Meetings are underway and the Return of the Salmon Celebration Committee is starting to ramp up for their third annual Return of the Salmon celebration.
The celebration will take place on Saturday, Sept. 27, from noon to 4 p.m. at Osprey Park in Sultan. The event will be held under the cover of the basketball courts and there will be tours of the riverside trails through Osprey Park, as well as the nearby Sultan High School salmon hatchery. The celebration will also include children’s activities, a native welcoming ceremony, horse-drawn covered wagon rides, a native flute concert, Indian tacos and much more.
Event organizers are also in the process of planning a three-mile fun-run along with a one-mile fast walk. The “Salmon Run” will take place at 10 a.m. and will wind through the wooded trails of Osprey Park.
New activities, like the Salmon Run and the hatchery tour, are being planned to keep the celebration evolving and to compensate for the fact that there won’t be as many salmon spawning in the river this year. Pink salmon, which were extremely prevalent in the river last year, are on a unique, odd-year cycle, only returning to the Sultan River to spawn every two years.
In addition to the hatchery tours, this year’s festival will include a celebratory fish release of salmon fry that have been raised from eggs at Sultan High School. The hatchery, which is part of the school’s biology program, enables students to oversee the process firsthand and learn to feed, care for and eventually release the baby salmon. The school receives thousands of Coho salmon eggs from the Wallace River Hatchery in Gold Bar every year.
In addition to celebrating the spawning salmon, the event is also meant to recognize and honor Sultan’s namesake, Chief John T’seul-Ted, who was also known as Sultan John.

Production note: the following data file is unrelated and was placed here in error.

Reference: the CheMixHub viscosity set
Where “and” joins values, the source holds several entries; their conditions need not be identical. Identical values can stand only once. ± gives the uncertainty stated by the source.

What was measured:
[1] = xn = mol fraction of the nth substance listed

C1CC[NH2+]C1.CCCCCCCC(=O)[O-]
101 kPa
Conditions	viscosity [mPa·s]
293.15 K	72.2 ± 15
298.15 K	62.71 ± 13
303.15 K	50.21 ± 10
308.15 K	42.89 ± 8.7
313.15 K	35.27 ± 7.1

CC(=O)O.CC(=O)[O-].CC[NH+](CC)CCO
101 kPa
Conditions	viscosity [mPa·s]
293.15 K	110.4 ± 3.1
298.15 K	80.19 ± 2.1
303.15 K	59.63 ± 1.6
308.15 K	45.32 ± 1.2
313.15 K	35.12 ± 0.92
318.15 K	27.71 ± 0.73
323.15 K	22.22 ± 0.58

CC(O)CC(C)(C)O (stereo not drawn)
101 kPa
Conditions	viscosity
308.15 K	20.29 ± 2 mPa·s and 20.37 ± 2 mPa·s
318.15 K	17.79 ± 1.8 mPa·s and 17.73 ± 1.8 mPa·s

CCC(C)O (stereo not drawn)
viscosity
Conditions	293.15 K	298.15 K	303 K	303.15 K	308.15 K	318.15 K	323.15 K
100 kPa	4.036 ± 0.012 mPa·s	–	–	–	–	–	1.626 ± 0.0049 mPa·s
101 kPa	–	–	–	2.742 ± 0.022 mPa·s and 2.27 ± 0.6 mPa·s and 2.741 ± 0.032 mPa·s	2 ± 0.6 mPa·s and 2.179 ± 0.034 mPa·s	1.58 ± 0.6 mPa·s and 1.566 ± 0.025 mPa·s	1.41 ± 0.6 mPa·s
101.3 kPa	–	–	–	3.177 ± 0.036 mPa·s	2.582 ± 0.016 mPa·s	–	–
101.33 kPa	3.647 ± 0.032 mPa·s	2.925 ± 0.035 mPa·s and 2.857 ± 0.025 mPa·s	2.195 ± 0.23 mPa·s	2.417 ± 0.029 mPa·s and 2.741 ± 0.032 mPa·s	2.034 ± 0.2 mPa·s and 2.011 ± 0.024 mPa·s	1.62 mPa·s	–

“The health of the salmon is the health of the environment. In honoring this way of life, we honor Chief T’seul-Ted,” said Craig Young, Return of the Salmon Celebration Committee Chairman.
Chief T’seul-Ted, who was born and raised near what is commonly known as the city of Sultan, was the chief of a sub-group of the Snohomish Tribe. It is widely believed that early settlers found his name difficult to pronounce, thus simplifying it from T’seul-Ted to Sultan.
Chief T’seul-Ted, a revered medicine man and accomplished trail guide, was highly respected by those who knew him. The chief’s great-great-granddaughter, Patricia Linn of the Tulalip Tribe, was the guest of honor at last year’s celebration and will be returning this year.
The Return of the Salmon Celebration is the result of a collaborative effort between the city of Sultan, Tulalip Tribes, the Sky Valley Chamber of Commerce, the Snohomish County Public Utility District and the group of volunteers who serve as the Return of the Salmon Committee.
The committee is currently seeking local artists who are interested in participating in the event. Vendor booth space is available for a $25 fee. Outdoor recreation and sustainable-living-focused businesses are being encouraged to participate, as well, and sponsorships are available for local businesses who want to help support the celebration.
Vendor space is available in the covered area on a first come, first serve basis. If you are interested in having a booth at the celebration, please contact Craig Young or Mars Miller at (425) 359-8935, or email them at firstname.lastname@example.org.
Osprey Park is located at 801 1st St. in Sultan.